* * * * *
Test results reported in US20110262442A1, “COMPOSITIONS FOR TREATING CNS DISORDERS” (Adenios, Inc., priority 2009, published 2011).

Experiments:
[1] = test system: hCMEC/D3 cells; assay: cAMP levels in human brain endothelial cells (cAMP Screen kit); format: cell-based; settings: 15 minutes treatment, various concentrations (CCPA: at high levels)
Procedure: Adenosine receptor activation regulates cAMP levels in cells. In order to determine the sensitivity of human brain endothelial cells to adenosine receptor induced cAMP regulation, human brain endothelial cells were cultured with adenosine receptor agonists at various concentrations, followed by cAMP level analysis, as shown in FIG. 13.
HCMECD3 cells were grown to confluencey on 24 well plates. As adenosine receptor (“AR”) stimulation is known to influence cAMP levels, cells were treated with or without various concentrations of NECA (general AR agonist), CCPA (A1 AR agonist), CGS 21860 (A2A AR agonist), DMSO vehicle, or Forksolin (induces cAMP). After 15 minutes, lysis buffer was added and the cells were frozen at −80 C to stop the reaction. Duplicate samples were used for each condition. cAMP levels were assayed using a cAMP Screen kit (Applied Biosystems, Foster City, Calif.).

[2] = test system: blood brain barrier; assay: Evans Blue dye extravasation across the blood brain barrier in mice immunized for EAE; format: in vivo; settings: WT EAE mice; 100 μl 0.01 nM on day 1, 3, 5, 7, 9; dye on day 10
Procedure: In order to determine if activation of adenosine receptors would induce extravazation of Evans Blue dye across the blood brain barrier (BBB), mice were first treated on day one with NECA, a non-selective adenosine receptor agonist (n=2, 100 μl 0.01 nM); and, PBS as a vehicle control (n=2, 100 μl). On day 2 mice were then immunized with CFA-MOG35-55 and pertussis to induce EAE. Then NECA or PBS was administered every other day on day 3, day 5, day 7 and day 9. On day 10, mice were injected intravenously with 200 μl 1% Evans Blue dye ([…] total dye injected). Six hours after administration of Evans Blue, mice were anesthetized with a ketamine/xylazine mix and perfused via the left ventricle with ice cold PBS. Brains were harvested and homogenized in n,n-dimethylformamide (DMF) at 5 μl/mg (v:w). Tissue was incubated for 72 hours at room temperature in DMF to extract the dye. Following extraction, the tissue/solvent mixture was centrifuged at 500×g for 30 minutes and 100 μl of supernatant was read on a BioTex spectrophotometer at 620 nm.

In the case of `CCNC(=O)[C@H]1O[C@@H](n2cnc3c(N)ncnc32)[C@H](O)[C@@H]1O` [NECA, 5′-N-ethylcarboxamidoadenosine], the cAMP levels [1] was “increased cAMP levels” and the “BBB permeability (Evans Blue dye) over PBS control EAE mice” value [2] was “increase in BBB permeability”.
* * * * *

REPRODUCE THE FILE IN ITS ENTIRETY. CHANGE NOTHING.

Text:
Test results reported in US20110262442A1, “COMPOSITIONS FOR TREATING CNS DISORDERS” (Adenios, Inc., priority 2009, published 2011).

Experiments:
[1] = test system: hCMEC/D3 cells; assay: cAMP levels in human brain endothelial cells (cAMP Screen kit); format: cell-based; settings: 15 minutes treatment, various concentrations (CCPA: at high levels)
Procedure: Adenosine receptor activation regulates cAMP levels in cells. In order to determine the sensitivity of human brain endothelial cells to adenosine receptor induced cAMP regulation, human brain endothelial cells were cultured with adenosine receptor agonists at various concentrations, followed by cAMP level analysis, as shown in FIG. 13.
HCMECD3 cells were grown to confluencey on 24 well plates. As adenosine receptor (“AR”) stimulation is known to influence cAMP levels, cells were treated with or without various concentrations of NECA (general AR agonist), CCPA (A1 AR agonist), CGS 21860 (A2A AR agonist), DMSO vehicle, or Forksolin (induces cAMP). After 15 minutes, lysis buffer was added and the cells were frozen at −80 C to stop the reaction. Duplicate samples were used for each condition. cAMP levels were assayed using a cAMP Screen kit (Applied Biosystems, Foster City, Calif.).

[2] = test system: blood brain barrier; assay: Evans Blue dye extravasation across the blood brain barrier in mice immunized for EAE; format: in vivo; settings: WT EAE mice; 100 μl 0.01 nM on day 1, 3, 5, 7, 9; dye on day 10
Procedure: In order to determine if activation of adenosine receptors would induce extravazation of Evans Blue dye across the blood brain barrier (BBB), mice were first treated on day one with NECA, a non-selective adenosine receptor agonist (n=2, 100 μl 0.01 nM); and, PBS as a vehicle control (n=2, 100 μl). On day 2 mice were then immunized with CFA-MOG35-55 and pertussis to induce EAE. Then NECA or PBS was administered every other day on day 3, day 5, day 7 and day 9. On day 10, mice were injected intravenously with 200 μl 1% Evans Blue dye ([…] total dye injected). Six hours after administration of Evans Blue, mice were anesthetized with a ketamine/xylazine mix and perfused via the left ventricle with ice cold PBS. Brains were harvested and homogenized in n,n-dimethylformamide (DMF) at 5 μl/mg (v:w). Tissue was incubated for 72 hours at room temperature in DMF to extract the dye. Following extraction, the tissue/solvent mixture was centrifuged at 500×g for 30 minutes and 100 μl of supernatant was read on a BioTex spectrophotometer at 620 nm.

In the case of `CCNC(=O)[C@H]1O[C@@H](n2cnc3c(N)ncnc32)[C@H](O)[C@@H]1O` [NECA, 5′-N-ethylcarboxamidoadenosine], the cAMP levels [1] was “increased cAMP levels” and the “BBB permeability (Evans Blue dye) over PBS control EAE mice” value [2] was “increase in BBB permeability”.